Media love Apple right? After all they write positive reviews about the iPod, love the design work Apple's Johathan Ive does and side with the company in its battle against the evil empire called Microsoft.
Wrong. Most high tech reporters hate Apple. They might not hate its products, but the PR department needs a dose of reality for sure. The Press Club of California last year November polled its members, asking them which companies had the worst PR. Apple finished first with a commanding lead over number 2.
Apple has come up with the weirdest of all PR policies by forcing foreign media in Silicon Valley (many of which live only miles away from Apple's head quarters) to contact the Apple PR department in their home countries if they have questions. There are more companies with PR policies that leave much to be desired, but Apple has taking non-PR to a new level.
Correspondents for major foreign media outlets have been kept out of official Apple events for no reason.
The problem isn't however limited to foreign correspondents, US media too are frustrated with the company. Try asking one of the 17 Apple PR reps in Cupertino a question and you can be certain to NEVER receive an answer.
One correspondent (he shall remain unnamed) recently suggested Apple the perfect solution: give him a written statement in which Apple declared that, regardless of his questions, Apple would have "no comment." It would save him the arduous task of calling, sending an email to remind Apple of the call, calling a gain, and then finally write in his story that Apple didn't respond to his request for comment. It was the only time that Apple actually DID respond to him.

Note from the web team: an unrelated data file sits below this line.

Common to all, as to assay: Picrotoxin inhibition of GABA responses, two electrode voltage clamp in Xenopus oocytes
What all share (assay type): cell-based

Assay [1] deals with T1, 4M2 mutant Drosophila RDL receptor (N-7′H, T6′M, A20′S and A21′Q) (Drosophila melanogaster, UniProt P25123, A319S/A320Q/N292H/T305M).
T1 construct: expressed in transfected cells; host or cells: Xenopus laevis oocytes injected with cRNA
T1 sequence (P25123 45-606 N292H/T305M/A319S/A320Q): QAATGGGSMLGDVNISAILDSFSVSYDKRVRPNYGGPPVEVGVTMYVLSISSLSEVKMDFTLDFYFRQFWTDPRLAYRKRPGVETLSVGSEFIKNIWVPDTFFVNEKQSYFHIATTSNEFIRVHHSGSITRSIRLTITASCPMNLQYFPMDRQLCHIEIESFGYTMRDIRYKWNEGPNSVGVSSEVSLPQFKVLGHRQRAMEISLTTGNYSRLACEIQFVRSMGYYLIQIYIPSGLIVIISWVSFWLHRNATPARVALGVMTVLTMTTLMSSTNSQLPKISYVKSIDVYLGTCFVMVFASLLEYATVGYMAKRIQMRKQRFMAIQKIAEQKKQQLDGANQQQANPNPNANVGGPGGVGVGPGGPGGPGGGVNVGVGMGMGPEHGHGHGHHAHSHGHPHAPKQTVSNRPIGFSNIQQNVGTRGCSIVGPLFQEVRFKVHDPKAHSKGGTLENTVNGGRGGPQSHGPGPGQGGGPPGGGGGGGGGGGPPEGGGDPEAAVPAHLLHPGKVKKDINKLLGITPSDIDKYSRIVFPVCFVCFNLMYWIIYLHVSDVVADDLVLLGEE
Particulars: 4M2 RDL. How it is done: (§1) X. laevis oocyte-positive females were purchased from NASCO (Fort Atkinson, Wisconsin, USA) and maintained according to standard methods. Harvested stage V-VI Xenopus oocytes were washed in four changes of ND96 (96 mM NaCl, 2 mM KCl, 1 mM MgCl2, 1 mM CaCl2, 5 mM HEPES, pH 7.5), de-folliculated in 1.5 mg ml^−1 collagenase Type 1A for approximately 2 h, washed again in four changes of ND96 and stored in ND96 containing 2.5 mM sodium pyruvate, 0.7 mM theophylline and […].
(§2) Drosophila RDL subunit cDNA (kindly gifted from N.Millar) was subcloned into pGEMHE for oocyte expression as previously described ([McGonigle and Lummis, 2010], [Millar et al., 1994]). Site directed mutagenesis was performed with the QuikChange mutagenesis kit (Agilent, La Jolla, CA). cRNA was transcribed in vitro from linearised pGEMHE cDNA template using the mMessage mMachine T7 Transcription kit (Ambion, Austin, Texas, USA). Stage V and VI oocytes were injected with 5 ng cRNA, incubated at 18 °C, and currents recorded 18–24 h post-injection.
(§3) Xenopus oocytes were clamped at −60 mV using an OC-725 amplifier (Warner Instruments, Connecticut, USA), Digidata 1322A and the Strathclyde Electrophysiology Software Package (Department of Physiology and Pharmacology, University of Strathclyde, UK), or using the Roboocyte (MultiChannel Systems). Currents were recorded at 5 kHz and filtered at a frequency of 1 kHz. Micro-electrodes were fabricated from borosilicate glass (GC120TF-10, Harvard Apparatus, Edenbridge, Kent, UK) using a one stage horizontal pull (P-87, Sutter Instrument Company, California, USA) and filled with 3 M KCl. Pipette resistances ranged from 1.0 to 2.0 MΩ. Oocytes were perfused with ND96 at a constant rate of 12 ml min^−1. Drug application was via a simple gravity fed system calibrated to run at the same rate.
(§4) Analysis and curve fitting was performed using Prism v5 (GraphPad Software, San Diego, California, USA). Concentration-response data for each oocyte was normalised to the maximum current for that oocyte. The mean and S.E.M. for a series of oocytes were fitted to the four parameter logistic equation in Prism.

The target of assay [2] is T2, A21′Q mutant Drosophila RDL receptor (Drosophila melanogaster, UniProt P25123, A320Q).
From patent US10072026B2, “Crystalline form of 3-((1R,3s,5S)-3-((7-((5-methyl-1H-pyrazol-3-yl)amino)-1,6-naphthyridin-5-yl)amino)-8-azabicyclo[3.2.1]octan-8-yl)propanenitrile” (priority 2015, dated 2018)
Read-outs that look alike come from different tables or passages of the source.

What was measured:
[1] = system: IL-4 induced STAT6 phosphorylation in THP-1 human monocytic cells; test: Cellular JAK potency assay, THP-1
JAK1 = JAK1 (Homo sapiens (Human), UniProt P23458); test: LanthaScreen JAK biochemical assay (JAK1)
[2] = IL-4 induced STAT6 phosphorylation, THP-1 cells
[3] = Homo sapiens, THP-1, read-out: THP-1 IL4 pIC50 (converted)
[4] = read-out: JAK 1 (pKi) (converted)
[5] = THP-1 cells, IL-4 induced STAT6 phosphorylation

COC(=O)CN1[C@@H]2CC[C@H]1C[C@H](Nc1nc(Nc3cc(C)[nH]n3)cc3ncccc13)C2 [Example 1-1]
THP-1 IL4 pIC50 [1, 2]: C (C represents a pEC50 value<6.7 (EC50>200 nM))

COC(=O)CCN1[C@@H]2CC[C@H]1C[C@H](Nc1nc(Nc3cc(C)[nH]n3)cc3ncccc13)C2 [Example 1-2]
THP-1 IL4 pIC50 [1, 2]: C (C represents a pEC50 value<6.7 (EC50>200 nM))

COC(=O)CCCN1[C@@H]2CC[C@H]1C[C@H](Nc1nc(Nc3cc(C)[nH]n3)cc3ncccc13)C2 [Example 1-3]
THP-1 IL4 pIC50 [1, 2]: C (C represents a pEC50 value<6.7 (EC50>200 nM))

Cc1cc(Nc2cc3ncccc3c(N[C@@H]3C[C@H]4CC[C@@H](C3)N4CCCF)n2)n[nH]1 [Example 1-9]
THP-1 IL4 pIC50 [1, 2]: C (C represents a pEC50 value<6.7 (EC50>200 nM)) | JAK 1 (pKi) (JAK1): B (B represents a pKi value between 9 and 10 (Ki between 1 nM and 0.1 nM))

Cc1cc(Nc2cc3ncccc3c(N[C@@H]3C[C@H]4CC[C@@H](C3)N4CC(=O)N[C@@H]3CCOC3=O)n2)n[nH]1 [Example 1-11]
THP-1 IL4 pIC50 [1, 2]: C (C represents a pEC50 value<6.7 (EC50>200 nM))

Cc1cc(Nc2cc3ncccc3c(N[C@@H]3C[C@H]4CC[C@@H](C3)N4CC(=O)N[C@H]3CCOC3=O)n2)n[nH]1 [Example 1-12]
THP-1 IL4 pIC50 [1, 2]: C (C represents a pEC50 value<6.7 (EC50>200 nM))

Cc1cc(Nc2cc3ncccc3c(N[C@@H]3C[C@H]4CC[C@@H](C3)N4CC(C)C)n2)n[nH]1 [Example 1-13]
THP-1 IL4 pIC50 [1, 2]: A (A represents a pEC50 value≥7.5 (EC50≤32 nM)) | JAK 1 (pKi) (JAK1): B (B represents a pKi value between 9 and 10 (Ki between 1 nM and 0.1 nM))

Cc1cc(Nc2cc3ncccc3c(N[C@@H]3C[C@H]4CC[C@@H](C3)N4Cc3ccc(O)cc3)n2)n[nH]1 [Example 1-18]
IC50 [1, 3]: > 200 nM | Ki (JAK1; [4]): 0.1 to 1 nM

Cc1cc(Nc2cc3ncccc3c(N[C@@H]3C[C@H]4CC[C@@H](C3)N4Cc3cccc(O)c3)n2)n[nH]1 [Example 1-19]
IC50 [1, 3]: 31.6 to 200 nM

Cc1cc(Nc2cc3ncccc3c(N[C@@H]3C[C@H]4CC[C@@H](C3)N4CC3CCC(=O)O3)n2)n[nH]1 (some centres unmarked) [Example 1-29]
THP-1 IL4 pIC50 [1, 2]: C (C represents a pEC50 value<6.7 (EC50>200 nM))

Some correspondents now are saying enough is enough. This MacWorld they plan a revolution against the Apple PR machine that creates a buzz by letting the rumour mill spin out of control prior to the event (after all, I bet anyone that a 500 dollar Apple desktop computer is a pile of bull #@%$. If anything, it's going to be some kind of overpriced media adapter that works only with iTunes and other pieces of the proprietary Apple product line up).
Instead, expect some stories to pop up exposing Apple's dirty little PR secret (yes, you can consider this to be one of them). In an age where media are faced with an ever-increasing army of PR that tries to prevent the real story from getting in the way of the press release, correspondents are saying Apple has crossed the line.
Hopefully Apple CEO Steve Jobs will – for once – listen.
Full disclosure: Silicon Valley Sleuth uses Apple hardware and software, as has been disclosed in several previous posts to this blog. I am vendor agnostic. A computer just has to work, regardless of the brand of processor or the flavour of its operating system.
My home network (try looking for the one with the SSID buggeroff) contains hardware made by every vendor known to the universe and I in fact use a Microsoft keyboard and mouse with my iMac. Apparently an ergonomic keyboard and two button, scroll wheel mouse don't fit in with Apple's vision of aesthetic computer design.
And yes, this post was self-serving. I too like being treated like a human being by Apple PR.